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Old 05-24-2009, 10:52 PM   #21
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Wow you guys have it going on all over the place! :)
It's been fun reading what everyone else has planted,what will eventually be a great season.Can't wait to see pictures *Hint- Hint* as all the gardens progress..
If my hound dawgy behaves himself I'll post some when everything gets put into place.

Munky.
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Old 05-25-2009, 07:38 AM   #22
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I took these photos last week to help me keep track of the early potatoes.
The top of the garden shows the spinach, onions, brassicas and potatoes.
The lower garden photo shows the potatoes, or lack of potatoes, carrots, the center of the garden that was empty last week but now contains the corn, tomatoes, sweet potatoes and basil, and at the bottom, the garlic.
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Old 05-25-2009, 08:55 AM   #23
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The perenials in my herb garden are going great guns. The annuals are taking off, too, but not ready to contribute much to the pot. Most years I plant "early girls" tomatoes (2 or 3 plants) because, in fact, they do produce earlier than many. But I usually add an heirloom tomato, this year something called Wisconsin something. Last year it was Amish Paste tomatoes. Anyway, the tomatoes seem to be healthy and hearty, although it will be months before fruit appears. I also grow two kinds of peppers, poblanos to make my cousin's New Mexico Green Chili (husband roasts, peels and seeds them), and super Cayennes (larger than regular cayennes, and maybe a bit milder, but y'all are gardeners, you know that the heat of a pepper is very unpredicatable). Those I dry and grind.

the tomatoes and peppers will not bear fruit for another month or two.

On the other hand, I planted frost-hardy greens (mustard, chard and spinach) and that is starting to come in. I need to plant lettuce soon.
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Old 05-25-2009, 08:31 PM   #24
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planted an heirloom tomato, called mortgage payer. should be interesting. going out now for basil. gonna make a pesto and serve with thin spag. for dinner.
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Old 05-26-2009, 07:32 AM   #25
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Umm....it's not. I'm taking a break this season. Instead, we've decided to try chickens....my husband just finished the coop this weekend! I've heard that the "poo" makes great fertilizer...here's hoping for next season!!!
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Old 05-26-2009, 01:30 PM   #26
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If our gardens were not in raised beds, they'd be a goner. We have had almost 17 inches of rain. Living on a hill is great in this case. We need to grow heirloom tomatoes too. Our gd bought two yesterday for $8.38.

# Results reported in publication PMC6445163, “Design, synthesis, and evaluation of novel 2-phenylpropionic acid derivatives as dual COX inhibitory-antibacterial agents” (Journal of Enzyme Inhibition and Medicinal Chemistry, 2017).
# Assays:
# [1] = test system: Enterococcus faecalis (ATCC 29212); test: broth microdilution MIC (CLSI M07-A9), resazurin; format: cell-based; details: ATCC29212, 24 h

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Old 05-26-2009, 05:45 PM   #27
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here is my garden---easy peasy and along with a CSA subscription should keep us supplied with fresh goodies
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Old 05-30-2009, 06:35 AM   #28
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Strawberries are ripening nicely. Trimming back on the grape vines to expose grape clusters to the sun. Some of the rhubarb has bolted to flower stage. All the cooking herbs seem fine ( chives, parsely, celantro, basil genovase, greek oregano, 3 types of rosemary and sage) Spearmint and peppermint are doing their thing so I run the mower into them so they don't take over the lawn. Companion planted tomatoes and basil this year. Read somewhere that the food which goes well together are plants that do well together. So I'll see how true that is for my soil etc. Trying a white eggplant and this time it is chicken wire to stop the squirrels who bite the fruit. I'll put the potted plants out for the summer soon that includes the bannana tree a lemon tree and a bay laurel. Chicago hardy fig tree is little but survived its first winter and has doubled its size. LOL now it is 1 foot high.
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Old 05-30-2009, 08:55 AM   #29
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Licia, when I lived in Florida, I grew almost exclusively in raised beds. Most parts of Florida have almost sand as the soil, the water will leach almost everything from the plants and the plants themselves will float away. Where I lived, the soil wasn't very rich (almost sand), so I built raised beds and filled them once a year with some kind of soil so that everything didn't get washed away. People who haven't gardened in Florida (ditto Hawaii) don't understand that year-round warmth has its pitfalls in vegetable gardening.
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Old 05-30-2009, 01:12 PM   #30
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Collard greens are fine, peppers and tomatoes are ok, my basil don't look to good.

later
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